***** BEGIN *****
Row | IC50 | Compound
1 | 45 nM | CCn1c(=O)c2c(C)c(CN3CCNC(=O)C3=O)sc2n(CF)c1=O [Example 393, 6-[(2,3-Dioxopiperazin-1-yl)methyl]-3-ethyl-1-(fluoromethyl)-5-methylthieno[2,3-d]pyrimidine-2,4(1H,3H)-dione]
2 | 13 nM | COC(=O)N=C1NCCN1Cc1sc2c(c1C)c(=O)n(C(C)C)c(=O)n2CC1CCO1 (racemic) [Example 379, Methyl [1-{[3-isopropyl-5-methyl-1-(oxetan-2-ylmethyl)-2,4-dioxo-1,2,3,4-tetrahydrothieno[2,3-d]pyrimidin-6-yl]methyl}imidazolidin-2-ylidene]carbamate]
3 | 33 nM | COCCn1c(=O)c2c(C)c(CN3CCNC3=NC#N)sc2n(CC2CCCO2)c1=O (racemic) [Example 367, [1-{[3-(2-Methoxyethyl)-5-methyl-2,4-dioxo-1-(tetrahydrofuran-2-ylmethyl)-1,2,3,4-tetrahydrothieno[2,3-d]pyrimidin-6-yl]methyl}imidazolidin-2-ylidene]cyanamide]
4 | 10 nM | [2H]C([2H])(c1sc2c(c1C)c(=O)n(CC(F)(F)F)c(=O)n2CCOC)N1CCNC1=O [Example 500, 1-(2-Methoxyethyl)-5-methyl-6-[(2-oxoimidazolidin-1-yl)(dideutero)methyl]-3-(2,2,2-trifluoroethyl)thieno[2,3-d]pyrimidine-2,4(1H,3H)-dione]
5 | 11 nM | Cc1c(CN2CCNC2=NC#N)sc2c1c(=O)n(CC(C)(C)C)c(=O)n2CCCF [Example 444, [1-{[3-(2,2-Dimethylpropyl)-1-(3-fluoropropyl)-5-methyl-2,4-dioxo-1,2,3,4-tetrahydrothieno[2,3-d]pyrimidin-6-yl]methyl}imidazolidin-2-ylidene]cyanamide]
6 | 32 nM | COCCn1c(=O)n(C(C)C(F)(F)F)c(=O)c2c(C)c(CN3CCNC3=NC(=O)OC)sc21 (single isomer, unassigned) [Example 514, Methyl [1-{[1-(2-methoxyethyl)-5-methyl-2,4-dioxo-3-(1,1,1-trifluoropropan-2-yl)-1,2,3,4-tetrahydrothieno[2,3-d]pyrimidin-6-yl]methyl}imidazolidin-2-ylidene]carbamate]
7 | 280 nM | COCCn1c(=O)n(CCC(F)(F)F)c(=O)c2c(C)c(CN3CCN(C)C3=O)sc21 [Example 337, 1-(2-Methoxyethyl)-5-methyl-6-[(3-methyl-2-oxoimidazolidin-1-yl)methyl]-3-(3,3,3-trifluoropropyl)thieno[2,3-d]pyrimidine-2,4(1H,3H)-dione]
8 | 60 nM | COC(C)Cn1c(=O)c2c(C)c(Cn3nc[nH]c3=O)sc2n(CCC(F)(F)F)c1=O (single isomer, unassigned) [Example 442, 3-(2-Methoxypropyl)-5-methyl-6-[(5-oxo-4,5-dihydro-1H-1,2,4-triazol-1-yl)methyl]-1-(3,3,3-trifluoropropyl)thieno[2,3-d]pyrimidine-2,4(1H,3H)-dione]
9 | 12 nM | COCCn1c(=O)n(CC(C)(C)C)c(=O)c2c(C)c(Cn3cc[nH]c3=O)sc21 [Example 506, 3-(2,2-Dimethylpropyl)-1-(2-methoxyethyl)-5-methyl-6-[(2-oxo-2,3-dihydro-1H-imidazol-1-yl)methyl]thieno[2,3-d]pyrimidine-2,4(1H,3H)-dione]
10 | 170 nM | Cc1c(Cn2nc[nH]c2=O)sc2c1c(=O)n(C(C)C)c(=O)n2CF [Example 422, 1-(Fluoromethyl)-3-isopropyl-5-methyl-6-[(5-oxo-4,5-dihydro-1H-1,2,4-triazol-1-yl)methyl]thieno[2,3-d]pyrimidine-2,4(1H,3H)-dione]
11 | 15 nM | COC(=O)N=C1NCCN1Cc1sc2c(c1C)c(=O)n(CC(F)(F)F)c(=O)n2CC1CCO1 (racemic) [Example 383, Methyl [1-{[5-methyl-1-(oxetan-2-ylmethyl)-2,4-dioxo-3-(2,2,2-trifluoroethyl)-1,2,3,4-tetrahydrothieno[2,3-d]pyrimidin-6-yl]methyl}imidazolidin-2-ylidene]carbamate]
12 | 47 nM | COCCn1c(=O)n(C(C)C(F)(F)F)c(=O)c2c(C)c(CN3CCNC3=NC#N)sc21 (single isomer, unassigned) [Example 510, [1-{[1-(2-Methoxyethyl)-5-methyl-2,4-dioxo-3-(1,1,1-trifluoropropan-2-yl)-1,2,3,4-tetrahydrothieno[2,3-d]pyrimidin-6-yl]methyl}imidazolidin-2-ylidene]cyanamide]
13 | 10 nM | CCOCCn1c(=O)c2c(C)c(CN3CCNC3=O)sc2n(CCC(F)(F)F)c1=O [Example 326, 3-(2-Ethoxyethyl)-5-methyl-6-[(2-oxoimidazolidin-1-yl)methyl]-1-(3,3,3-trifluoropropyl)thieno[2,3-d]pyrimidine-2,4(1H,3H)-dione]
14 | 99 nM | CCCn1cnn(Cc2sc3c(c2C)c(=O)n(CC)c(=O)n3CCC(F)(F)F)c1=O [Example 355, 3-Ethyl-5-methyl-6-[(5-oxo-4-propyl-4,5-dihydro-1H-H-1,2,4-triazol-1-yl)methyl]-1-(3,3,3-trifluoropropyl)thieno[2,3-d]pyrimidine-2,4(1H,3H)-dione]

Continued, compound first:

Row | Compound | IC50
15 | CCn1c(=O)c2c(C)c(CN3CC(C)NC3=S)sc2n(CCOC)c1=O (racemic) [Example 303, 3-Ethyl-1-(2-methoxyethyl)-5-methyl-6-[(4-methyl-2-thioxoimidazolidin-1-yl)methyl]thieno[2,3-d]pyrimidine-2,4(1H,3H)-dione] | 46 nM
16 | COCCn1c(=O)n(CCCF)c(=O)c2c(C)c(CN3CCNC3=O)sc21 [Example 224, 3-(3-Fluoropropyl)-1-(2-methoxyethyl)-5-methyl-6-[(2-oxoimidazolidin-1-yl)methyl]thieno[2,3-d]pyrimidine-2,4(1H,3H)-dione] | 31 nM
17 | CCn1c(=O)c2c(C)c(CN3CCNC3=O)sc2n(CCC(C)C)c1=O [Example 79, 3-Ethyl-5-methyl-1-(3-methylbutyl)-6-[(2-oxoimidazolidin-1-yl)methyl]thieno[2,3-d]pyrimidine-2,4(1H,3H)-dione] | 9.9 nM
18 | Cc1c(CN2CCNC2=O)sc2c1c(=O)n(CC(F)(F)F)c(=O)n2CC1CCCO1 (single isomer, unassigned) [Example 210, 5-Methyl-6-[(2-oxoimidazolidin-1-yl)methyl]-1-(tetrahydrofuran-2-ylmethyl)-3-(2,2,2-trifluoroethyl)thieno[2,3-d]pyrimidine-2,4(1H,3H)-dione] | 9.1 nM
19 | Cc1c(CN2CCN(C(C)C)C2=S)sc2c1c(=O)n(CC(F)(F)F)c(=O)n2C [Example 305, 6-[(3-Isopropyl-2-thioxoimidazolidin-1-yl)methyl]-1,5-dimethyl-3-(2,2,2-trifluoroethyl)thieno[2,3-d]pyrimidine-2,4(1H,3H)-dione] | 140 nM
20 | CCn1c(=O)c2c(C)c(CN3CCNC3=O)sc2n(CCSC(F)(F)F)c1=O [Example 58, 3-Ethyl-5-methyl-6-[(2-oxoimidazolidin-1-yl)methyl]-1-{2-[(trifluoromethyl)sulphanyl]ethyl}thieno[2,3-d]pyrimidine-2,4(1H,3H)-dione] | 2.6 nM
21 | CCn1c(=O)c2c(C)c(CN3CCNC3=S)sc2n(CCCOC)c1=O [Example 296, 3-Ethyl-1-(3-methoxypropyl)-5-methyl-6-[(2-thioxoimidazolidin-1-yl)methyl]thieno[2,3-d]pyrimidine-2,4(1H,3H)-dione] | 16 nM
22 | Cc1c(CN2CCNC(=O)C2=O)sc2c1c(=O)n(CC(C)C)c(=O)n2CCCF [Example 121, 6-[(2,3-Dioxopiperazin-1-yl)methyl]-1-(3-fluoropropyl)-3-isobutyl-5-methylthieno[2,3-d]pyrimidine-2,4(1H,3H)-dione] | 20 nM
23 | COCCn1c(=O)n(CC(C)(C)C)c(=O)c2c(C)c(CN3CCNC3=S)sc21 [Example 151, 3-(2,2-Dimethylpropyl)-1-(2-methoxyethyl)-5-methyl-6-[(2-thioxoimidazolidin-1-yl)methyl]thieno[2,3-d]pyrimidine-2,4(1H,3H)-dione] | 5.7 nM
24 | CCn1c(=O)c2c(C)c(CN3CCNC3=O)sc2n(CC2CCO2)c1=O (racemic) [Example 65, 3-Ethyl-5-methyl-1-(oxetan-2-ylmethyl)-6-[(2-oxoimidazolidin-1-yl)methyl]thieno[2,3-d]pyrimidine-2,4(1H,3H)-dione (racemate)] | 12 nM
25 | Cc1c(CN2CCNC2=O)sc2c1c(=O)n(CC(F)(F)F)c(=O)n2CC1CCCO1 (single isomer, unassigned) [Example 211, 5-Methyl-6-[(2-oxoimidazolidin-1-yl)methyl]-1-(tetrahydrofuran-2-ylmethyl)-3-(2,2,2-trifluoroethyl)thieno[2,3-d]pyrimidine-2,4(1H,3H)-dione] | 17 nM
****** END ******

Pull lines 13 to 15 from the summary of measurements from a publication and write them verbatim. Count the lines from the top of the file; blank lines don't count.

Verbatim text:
12 | 47 nM | COCCn1c(=O)n(C(C)C(F)(F)F)c(=O)c2c(C)c(CN3CCNC3=NC#N)sc21 (single isomer, unassigned) [Example 510, [1-{[1-(2-Methoxyethyl)-5-methyl-2,4-dioxo-3-(1,1,1-trifluoropropan-2-yl)-1,2,3,4-tetrahydrothieno[2,3-d]pyrimidin-6-yl]methyl}imidazolidin-2-ylidene]cyanamide]
13 | 10 nM | CCOCCn1c(=O)c2c(C)c(CN3CCNC3=O)sc2n(CCC(F)(F)F)c1=O [Example 326, 3-(2-Ethoxyethyl)-5-methyl-6-[(2-oxoimidazolidin-1-yl)methyl]-1-(3,3,3-trifluoropropyl)thieno[2,3-d]pyrimidine-2,4(1H,3H)-dione]
14 | 99 nM | CCCn1cnn(Cc2sc3c(c2C)c(=O)n(CC)c(=O)n3CCC(F)(F)F)c1=O [Example 355, 3-Ethyl-5-methyl-6-[(5-oxo-4-propyl-4,5-dihydro-1H-H-1,2,4-triazol-1-yl)methyl]-1-(3,3,3-trifluoropropyl)thieno[2,3-d]pyrimidine-2,4(1H,3H)-dione]